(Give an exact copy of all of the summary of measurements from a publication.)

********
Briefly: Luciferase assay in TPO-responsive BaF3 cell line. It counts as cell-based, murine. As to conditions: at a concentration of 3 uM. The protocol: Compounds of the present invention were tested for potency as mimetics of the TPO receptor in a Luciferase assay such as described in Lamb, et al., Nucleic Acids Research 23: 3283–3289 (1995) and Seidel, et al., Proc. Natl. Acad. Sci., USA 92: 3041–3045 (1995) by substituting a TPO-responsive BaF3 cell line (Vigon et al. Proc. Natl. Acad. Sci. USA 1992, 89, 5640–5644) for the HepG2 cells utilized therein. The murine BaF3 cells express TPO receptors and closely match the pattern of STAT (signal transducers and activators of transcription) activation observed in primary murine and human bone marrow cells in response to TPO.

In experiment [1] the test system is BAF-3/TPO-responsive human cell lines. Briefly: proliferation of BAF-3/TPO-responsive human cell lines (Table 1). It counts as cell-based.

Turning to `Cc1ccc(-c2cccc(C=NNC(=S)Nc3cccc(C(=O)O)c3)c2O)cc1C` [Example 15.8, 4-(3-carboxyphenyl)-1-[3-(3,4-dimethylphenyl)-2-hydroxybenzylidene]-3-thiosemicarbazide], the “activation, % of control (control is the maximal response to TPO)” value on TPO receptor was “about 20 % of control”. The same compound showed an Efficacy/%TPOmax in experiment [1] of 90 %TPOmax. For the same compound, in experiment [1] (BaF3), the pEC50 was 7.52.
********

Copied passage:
Briefly: Luciferase assay in TPO-responsive BaF3 cell line. It counts as cell-based, murine. As to conditions: at a concentration of 3 uM. The protocol: Compounds of the present invention were tested for potency as mimetics of the TPO receptor in a Luciferase assay such as described in Lamb, et al., Nucleic Acids Research 23: 3283–3289 (1995) and Seidel, et al., Proc. Natl. Acad. Sci., USA 92: 3041–3045 (1995) by substituting a TPO-responsive BaF3 cell line (Vigon et al. Proc. Natl. Acad. Sci. USA 1992, 89, 5640–5644) for the HepG2 cells utilized therein. The murine BaF3 cells express TPO receptors and closely match the pattern of STAT (signal transducers and activators of transcription) activation observed in primary murine and human bone marrow cells in response to TPO.

In experiment [1] the test system is BAF-3/TPO-responsive human cell lines. Briefly: proliferation of BAF-3/TPO-responsive human cell lines (Table 1). It counts as cell-based.

Turning to `Cc1ccc(-c2cccc(C=NNC(=S)Nc3cccc(C(=O)O)c3)c2O)cc1C` [Example 15.8, 4-(3-carboxyphenyl)-1-[3-(3,4-dimethylphenyl)-2-hydroxybenzylidene]-3-thiosemicarbazide], the “activation, % of control (control is the maximal response to TPO)” value on TPO receptor was “about 20 % of control”. The same compound showed an Efficacy/%TPOmax in experiment [1] of 90 %TPOmax. For the same compound, in experiment [1] (BaF3), the pEC50 was 7.52.